Feeds

Microsoft caps Ballmer bonus over mobile phone, tablet failures

Kin hell means Stevie piggy bank still rattles

Internet Security Threat Report 2014

Microsoft boss Steve Ballmer missed out on a maximum bonus in the company’s last fiscal year, after he failed to move quickly enough against Apple’s iPad and lost market share in the mobile phone biz.

The unsuccessful launch and speedy demise of Microsoft’s doomed social networking mobile device Kin also kept Ballmer’s piggy bank a little lighter than he might have hoped for in the year ended 30 June 2010.

Despite record sales the 54-year-old CEO only* picked up a cash bonus of $670,000, which was equal to his annual salary.

According to a US Securities and Exchange Commission proxy filing, that payout represented only half of the maximum bonus big Steve could have received if he had successfully pursued “innovations to take advantage of new form factors”. In other words, offer a sexy iPad tablet to the world.

Microsoft’s board of directors said Ballmer had done a good job with the launch of Windows 7, Office 2010, Bing and other products. They added that the chief’s “disciplined expense management” alongside the software releases had helped boost the firm’s coffers with revenues of $62.5bn for the year.

The board said that work was “well underway” in Microsoft’s move to the cloud with its Azure and Office Web Apps products, as well as with its active gaming (Kinect) wing of the business.

But none of that was enough to award Ballmer a maximum 200 per cent bonus for the year.

That said, Kin was a total dog’s dinner, which was killed by Microsoft after just three months due to pisspoor sales.

Furthermore, the company is yet to deepen its footprint in the smartphone market where it had lost share to Apple’s iPhone, RIM’s Blackberry and Google’s Android gadgets over the past few years.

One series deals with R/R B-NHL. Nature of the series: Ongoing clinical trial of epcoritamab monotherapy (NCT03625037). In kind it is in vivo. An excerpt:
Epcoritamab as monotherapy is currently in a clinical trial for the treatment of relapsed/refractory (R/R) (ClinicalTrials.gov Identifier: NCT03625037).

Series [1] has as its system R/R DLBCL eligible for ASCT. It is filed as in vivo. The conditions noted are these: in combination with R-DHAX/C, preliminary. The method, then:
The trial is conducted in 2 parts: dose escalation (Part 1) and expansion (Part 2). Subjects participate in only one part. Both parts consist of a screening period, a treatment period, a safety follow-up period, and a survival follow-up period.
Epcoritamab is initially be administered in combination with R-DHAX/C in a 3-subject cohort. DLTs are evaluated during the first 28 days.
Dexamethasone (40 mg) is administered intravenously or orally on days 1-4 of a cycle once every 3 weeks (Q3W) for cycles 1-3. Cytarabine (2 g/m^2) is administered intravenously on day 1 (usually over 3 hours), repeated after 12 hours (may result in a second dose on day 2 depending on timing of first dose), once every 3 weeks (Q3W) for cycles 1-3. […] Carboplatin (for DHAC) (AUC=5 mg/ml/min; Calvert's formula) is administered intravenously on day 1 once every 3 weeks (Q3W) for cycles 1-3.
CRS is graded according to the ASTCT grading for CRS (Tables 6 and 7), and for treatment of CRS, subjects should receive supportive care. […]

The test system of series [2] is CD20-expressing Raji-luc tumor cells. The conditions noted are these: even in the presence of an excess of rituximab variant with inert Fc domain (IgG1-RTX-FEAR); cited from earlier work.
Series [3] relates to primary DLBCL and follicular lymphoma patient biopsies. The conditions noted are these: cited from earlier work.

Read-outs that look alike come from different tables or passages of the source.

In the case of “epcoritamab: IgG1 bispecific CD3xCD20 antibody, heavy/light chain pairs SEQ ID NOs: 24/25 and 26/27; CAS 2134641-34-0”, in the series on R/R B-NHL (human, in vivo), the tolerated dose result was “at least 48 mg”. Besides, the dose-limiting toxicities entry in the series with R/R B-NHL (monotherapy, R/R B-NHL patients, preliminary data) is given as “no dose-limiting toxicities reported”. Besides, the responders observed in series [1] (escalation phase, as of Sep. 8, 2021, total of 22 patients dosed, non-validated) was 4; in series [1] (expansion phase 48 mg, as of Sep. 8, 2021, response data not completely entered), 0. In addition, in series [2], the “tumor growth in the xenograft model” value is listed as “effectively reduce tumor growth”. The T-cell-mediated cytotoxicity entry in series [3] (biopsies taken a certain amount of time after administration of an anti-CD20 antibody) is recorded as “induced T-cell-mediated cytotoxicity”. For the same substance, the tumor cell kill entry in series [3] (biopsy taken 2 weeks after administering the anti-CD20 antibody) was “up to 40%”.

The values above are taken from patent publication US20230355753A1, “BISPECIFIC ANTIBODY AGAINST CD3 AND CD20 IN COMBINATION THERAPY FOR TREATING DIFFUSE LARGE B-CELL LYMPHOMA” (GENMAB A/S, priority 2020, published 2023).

MS will be shortly hoping to change that, with what looks likely to be the launch of Windows Phone 7 expected - though yet to be confirmed - in the next few weeks.

And then of course, there is the iPad. For all of Microsoft’s proclamations that it is “all-in” on the tablet, the vendor is in effect playing a desperate game of catchup with Apple. ®

*Yes, we know that is still an awfully good lump of cash.

Choosing a cloud hosting partner with confidence

More from The Register

next story
Preview redux: Microsoft ships new Windows 10 build with 7,000 changes
Latest bleeding-edge bits borrow Action Center from Windows Phone
Google opens Inbox – email for people too thick to handle email
Print this article out and give it to someone tech-y if you get stuck
Microsoft promises Windows 10 will mean two-factor auth for all
Sneak peek at security features Redmond's baking into new OS
FTDI yanks chip-bricking driver from Windows Update, vows to fight on
Next driver to battle fake chips with 'non-invasive' methods
UNIX greybeards threaten Debian fork over systemd plan
'Veteran Unix Admins' fear desktop emphasis is betraying open source
Entity Framework goes 'code first' as Microsoft pulls visual design tool
Visual Studio database diagramming's out the window
Google+ goes TITSUP. But WHO knew? How long? Anyone ... Hello ...
Wobbly Gmail, Contacts, Calendar on the other hand ...
prev story

Whitepapers

Why cloud backup?
Combining the latest advancements in disk-based backup with secure, integrated, cloud technologies offer organizations fast and assured recovery of their critical enterprise data.
A strategic approach to identity relationship management
ForgeRock commissioned Forrester to evaluate companies’ IAM practices and requirements when it comes to customer-facing scenarios versus employee-facing ones.
Security for virtualized datacentres
Legacy security solutions are inefficient due to the architectural differences between physical and virtual environments.
Reg Reader Research: SaaS based Email and Office Productivity Tools
Read this Reg reader report which provides advice and guidance for SMBs towards the use of SaaS based email and Office productivity tools.
New hybrid storage solutions
Tackling data challenges through emerging hybrid storage solutions that enable optimum database performance whilst managing costs and increasingly large data stores.